They came out of the blue sky.
I had lookout duty. Most of us hated it, because we stayed up late with the music and the meditation and the feast. While I won’t claim to have enjoyed getting shaken awake and creeping through camp to my post, there was something to be said for the early morning quiet with a turkey leg from the night before to munch on, the cup of instant coffee — albeit cold, because there was not hot water, and besides, who would want the ordeal of spilling hot coffee on oneself on the climb up the rope ladder to the top of the sycamore?
It was rough those mornings it rained, the cold winter mornings made colder for the cloud cover. But days like this one, when the sun was mostly up, when the sky was clear, and I had the earth and the birds’ chirping and the last remnants of the campfire smell to myself — it was almost good.
And then they were there.
Dark masses. The way they spread their wings, you might have thought they were bats, or birds of prey. They seemed to grow longer as they glided closer. Gliding on the wind. Our wind. As they loomed close enough you’d think it was night.
It was my job to wake camp. To announce they were coming — The Glorious Arrival that had been prophesized.
But in the moment, I could not connect their arrival to glory, to what I’d hoped for. I knew only terror.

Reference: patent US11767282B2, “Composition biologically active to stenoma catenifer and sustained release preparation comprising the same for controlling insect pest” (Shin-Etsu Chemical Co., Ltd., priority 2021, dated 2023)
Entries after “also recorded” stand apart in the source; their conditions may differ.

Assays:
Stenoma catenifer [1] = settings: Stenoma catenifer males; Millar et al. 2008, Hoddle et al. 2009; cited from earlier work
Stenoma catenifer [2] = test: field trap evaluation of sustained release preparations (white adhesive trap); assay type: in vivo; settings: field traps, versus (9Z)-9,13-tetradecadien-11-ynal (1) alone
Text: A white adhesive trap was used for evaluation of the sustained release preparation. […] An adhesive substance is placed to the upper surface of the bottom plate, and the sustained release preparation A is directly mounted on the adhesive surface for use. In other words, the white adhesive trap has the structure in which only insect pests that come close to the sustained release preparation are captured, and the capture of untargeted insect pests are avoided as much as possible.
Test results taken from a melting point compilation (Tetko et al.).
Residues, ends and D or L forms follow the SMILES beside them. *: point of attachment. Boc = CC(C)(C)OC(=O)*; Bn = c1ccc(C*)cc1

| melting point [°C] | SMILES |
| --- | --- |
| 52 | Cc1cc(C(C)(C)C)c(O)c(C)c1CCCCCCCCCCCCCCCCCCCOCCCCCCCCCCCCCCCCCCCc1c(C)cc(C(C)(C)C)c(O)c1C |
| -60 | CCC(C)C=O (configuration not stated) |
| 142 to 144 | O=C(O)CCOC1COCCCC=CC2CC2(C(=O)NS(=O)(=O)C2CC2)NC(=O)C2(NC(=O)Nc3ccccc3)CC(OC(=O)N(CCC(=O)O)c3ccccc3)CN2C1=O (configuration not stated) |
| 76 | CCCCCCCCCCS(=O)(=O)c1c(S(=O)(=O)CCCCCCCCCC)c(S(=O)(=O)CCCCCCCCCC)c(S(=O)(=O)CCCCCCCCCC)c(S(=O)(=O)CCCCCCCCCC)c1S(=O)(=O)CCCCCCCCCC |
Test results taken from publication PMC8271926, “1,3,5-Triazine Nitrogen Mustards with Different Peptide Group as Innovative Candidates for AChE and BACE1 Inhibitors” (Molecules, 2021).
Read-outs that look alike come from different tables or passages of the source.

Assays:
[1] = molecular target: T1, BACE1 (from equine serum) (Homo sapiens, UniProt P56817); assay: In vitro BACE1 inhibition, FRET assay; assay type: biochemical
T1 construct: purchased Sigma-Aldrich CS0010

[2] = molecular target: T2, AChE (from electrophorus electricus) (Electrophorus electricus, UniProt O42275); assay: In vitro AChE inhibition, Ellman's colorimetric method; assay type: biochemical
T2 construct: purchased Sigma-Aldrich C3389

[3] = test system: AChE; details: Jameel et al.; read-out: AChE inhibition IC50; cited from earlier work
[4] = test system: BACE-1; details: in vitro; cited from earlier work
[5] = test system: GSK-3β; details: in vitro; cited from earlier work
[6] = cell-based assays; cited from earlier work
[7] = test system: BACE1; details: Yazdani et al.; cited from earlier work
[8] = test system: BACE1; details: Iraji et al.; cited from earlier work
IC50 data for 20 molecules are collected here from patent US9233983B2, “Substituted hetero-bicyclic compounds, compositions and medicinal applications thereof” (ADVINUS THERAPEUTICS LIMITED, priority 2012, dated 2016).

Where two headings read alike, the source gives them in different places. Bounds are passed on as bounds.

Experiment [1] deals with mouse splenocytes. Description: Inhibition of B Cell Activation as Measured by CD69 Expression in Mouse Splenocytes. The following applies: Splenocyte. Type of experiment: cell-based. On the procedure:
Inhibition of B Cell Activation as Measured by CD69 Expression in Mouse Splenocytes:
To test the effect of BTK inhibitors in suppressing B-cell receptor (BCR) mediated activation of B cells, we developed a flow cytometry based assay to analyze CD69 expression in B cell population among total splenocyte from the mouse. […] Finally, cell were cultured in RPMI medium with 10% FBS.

They missed me, obscured in leaves and branches. They descended upon camp, hard and fast. Fell like blankets, a dozen tents each, their mixture of swallowing and smothering. Their feasting.
I ran for Cecily, for Cecily and the girls, but there was no distinguishing them. The Arrival had already turned to The Assimilation, as they connected, more than blankets but one unified tarp, a field, an ocean, a sky, all blackness, all glossy.
I should have joined them. Forced my way, underneath, inside. I know.
But I ran. Stayed on earth, rejoined society, if just the fringes. A job pumping gas at the edge of civilization, the last stop before a hundred miles of desert, working swing shifts that felt like lookouts themselves. I took my pay under the table. A mutual agreement that meant I took less money and there were no questions about my name or where I’d come from.
The manager told me I was free to read the magazines. Because most nights, it would be quiet. I could help myself to coffee, to the fountain sodas, too. The rule was to not fall asleep. That was inviting shoplifters. Somehow, they knew when there was no one to stop them. They would come.
I didn’t sleep. I didn’t eat. I watched the road for oncoming lights, for descending darkness. For them. For Cecily. For someone else who survived. Certain, one day, they’d arrive. Praying this time, I might be ready.
Michael Chin was born and raised in Utica, New York and is an alum of Oregon State’s MFA Program. He won Bayou Magazine’s Jim Knudsen Editor’s Prize for fiction and has work published or forthcoming in journals including The Normal School, Passages North, and Hobart. He works as a contributing editor for Moss. Find him online at miketchin.com or follow him on Twitter @miketchin.
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